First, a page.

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A History of the Organic Agriculture Movement in Australia

Paull, John (2013) A History of the Organic Agriculture Movement in Australia. In: Mascitelli, Bruno and Lobo, Antonio (Eds.) Organics in the Global Food Chain. Connor Court Publishing, Ballarat, Australia, chapter 3, pp. 37-61.

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Australia’s involvement in the organic movement is dated from 1928 in this account. There have been four ‘waves’ of organic advocacy in Australia. The First Wave (1920s & 1930s) follows Rudolf Steiner’s 1924 call at Koberwitz (now Kobierzyce, Poland) for a differentiated agriculture. Australian anthroposophists, beginning with Ernesto Genoni, responded to this call by joining Steiner’s Agricultural Experimental Circle (AEC) of Anthroposophical Farmers and Gardeners which was coordinated from Dornach, Switzerland by Dr Ehrenfried Pfeiffer. Bob Williams presented the first public lecture on biodynamics at the home of Walter Burley and Marion Mahoney Griffin at Castlecrag (Sydney) in 1938. The Second Wave of organic agriculture in Australia (1940s & 1950s) is anchored by the coining of the term ‘organic farming’ in 1940 in England. In this Second Wave the first associations in Australia dedicated to the advocacy of organics were founded. This began with the Australian Organic Farming and Gardening Society (AOFGS) founded in 1944 in Sydney, and it culminates with the year-long tour of Australia in 1959 by Eve Balfour, the founder of the UK’s Soil Association. The Third Wave (1960s & 1970s) is anchored by the publication of Rachel Carson’s book Silent Spring in 1962 which breathed new life into the organics movement worldwide. A plethora of new associations and periodicals for the promotion, advocacy and exploration of organics appeared in Australia in the two decades that followed Carson. This included the publication of Australia’s first popular and widely distributed book devoted to organics, and there were fledgling moves to develop organic standards, labelling and certification. The Fourth Wave (1980s to present) is anchored by the Chernobyl nuclear accident in Ukraine on 26 April 1986. This event dramatically refocussed the world’s attention on the safety of its food supply. This Fourth Wave of the organics movement witnesses the maturing of organics thinking in Australia and the development of the apparatus of organics governance. The first organics certifiers were established along with the establishment of standards, logos, labelling and product differentiation. The International Federation of Organic Agriculture Movements (IFOAM) brought the fifteenth Organic Congress to Adelaide in 2005, Australia's first academic journal devoted to organic agriculture, the Journal of Organic Systems, was established in 2006, and a national organic standard was implemented in 2009. In this Fourth Wave organics advocacy has become monetised and corporatised and Australia now leads the world with its tally of certified organic agricultural hectares.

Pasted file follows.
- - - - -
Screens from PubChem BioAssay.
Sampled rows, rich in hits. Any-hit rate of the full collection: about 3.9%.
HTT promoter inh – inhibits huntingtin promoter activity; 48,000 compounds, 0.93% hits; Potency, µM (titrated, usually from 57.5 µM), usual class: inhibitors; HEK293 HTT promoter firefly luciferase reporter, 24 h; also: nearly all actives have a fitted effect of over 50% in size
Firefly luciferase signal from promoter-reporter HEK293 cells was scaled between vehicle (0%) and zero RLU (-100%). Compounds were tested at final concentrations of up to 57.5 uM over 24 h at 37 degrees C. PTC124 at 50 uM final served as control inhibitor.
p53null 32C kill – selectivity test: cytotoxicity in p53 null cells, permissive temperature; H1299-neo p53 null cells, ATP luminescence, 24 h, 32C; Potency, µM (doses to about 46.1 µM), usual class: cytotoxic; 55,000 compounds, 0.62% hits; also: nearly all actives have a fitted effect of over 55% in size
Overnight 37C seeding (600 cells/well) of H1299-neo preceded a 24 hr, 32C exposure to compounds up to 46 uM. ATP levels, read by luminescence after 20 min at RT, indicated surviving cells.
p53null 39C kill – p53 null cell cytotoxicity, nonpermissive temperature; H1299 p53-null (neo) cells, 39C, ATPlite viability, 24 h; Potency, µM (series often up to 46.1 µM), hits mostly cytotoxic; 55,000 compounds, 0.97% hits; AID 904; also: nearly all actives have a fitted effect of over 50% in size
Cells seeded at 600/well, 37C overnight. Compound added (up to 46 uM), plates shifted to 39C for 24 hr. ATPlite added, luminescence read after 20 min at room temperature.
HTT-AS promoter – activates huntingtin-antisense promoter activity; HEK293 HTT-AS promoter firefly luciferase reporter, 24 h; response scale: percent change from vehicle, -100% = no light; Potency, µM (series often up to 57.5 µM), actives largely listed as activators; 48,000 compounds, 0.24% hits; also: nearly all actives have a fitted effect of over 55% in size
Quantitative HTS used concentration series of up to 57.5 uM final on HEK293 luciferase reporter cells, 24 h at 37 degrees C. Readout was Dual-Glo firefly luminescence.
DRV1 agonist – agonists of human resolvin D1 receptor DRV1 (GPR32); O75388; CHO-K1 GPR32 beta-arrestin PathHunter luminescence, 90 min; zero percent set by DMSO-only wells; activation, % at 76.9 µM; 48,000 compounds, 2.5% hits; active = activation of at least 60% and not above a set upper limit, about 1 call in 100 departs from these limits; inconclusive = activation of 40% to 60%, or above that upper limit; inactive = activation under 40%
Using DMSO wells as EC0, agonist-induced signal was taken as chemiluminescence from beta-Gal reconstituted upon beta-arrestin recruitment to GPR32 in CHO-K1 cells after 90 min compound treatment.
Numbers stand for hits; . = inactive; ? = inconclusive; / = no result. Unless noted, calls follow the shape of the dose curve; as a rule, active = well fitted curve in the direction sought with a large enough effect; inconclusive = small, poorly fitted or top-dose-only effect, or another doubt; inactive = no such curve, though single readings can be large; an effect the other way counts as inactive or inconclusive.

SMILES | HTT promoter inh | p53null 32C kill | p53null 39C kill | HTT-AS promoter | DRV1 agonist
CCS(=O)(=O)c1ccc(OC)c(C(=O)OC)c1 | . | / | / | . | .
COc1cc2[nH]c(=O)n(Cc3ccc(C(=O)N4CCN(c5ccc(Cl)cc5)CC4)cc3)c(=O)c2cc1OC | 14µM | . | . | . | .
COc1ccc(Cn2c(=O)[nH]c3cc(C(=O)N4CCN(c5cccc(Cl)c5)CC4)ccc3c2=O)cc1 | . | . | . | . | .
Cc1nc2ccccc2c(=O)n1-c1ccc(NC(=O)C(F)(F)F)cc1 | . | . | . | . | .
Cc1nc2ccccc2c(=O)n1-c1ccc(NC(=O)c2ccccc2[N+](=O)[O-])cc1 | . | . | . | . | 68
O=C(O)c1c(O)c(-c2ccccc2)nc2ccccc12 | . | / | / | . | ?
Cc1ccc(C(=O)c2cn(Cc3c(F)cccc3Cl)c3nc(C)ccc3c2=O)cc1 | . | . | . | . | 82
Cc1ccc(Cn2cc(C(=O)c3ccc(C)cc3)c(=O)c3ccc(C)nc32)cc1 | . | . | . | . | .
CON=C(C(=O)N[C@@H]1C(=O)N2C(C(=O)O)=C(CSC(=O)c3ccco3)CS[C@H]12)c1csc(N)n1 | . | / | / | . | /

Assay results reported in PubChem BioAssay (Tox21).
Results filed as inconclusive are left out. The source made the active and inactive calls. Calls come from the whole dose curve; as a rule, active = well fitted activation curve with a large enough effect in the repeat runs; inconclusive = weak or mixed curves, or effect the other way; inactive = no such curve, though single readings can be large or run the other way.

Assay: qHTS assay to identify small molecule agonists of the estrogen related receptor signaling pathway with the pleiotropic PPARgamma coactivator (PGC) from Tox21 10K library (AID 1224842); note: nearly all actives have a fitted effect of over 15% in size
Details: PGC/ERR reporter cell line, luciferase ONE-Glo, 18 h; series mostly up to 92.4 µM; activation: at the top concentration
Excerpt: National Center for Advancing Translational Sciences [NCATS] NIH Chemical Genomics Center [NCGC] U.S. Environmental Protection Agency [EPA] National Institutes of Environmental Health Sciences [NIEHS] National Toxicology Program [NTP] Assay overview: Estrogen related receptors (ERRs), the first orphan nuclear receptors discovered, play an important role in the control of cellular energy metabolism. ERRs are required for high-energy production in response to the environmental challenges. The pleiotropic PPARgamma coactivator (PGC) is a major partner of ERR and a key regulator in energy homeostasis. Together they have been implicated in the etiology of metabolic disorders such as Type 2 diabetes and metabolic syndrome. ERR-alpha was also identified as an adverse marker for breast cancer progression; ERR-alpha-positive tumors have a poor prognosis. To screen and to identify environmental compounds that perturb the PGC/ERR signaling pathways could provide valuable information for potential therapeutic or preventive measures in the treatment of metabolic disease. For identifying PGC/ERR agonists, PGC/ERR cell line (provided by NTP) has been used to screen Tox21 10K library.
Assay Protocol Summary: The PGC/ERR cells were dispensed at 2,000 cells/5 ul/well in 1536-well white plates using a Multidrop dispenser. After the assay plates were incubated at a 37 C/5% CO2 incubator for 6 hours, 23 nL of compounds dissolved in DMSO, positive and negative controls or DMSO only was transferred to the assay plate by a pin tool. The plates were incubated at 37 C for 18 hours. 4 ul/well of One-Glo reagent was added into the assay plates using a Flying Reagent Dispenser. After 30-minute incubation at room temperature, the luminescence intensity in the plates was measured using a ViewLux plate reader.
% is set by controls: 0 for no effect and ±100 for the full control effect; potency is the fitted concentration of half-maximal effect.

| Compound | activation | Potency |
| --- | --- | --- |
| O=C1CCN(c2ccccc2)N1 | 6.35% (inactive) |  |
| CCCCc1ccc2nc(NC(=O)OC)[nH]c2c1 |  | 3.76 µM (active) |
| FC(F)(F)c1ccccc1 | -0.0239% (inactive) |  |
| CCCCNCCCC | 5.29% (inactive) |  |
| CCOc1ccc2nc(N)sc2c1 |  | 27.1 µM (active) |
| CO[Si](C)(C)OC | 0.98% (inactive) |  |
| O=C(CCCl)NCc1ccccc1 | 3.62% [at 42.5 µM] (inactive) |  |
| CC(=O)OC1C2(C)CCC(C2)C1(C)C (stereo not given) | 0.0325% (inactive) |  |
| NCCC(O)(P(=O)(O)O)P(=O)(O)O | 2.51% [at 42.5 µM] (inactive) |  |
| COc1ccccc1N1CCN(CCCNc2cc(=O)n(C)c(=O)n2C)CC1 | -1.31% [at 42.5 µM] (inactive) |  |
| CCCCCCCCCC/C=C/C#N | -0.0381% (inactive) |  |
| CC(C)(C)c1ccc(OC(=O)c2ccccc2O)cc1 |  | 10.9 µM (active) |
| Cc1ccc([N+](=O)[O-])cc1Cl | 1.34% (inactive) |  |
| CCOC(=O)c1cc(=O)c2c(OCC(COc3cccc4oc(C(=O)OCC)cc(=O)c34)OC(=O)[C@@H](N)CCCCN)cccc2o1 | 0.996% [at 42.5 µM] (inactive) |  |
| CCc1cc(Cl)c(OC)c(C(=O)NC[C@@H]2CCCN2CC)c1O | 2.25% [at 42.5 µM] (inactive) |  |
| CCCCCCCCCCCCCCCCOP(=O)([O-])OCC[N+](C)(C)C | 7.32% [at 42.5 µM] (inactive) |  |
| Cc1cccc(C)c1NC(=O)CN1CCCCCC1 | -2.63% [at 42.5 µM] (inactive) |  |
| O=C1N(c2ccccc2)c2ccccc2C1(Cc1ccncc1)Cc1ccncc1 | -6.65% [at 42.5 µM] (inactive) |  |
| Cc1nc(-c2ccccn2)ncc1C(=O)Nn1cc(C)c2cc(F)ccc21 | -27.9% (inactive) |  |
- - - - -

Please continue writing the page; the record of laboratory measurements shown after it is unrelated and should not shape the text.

EPrint Type:Book chapter
Subjects:"Organics" in general > Countries and regions > Australia
"Organics" in general > History of organics
"Organics" in general > Countries and regions
Research affiliation:Australia > University of Tasmania
Related Links:http://www.organic-systems.org/journal/Vol_3(2)/pdf/02-17_Paull.pdf, https://orgprints.org/16429/1/16429.pdf, https://orgprints.org/18808/1/Paull2010IfoamJSRP.pdf, https://orgprints.org/18809/1/Paull2011KoberwitzEJSS.pdf, https://orgprints.org/19518/1/Paull2011SecretsJSRP.pdf, https://orgprints.org/19511/1/Paull2011BetteshangerJOS.pdf, https://orgprints.org/18836/1/Paull2011KoberwitzJOS.pdf, https://orgprints.org/18860/1/Paull2011OlympiadJSDS.pdf, https://orgprints.org/22490/7/22490.pdf, https://orgprints.org/20947/1/Paull2011MotherEarth.pdf
Deposited By: Paull, Dr John
ID Code:26110
Deposited On:10 Jun 2014 06:12
Last Modified:10 Jun 2014 06:12
Document Language:English
Refereed:Peer-reviewed and accepted

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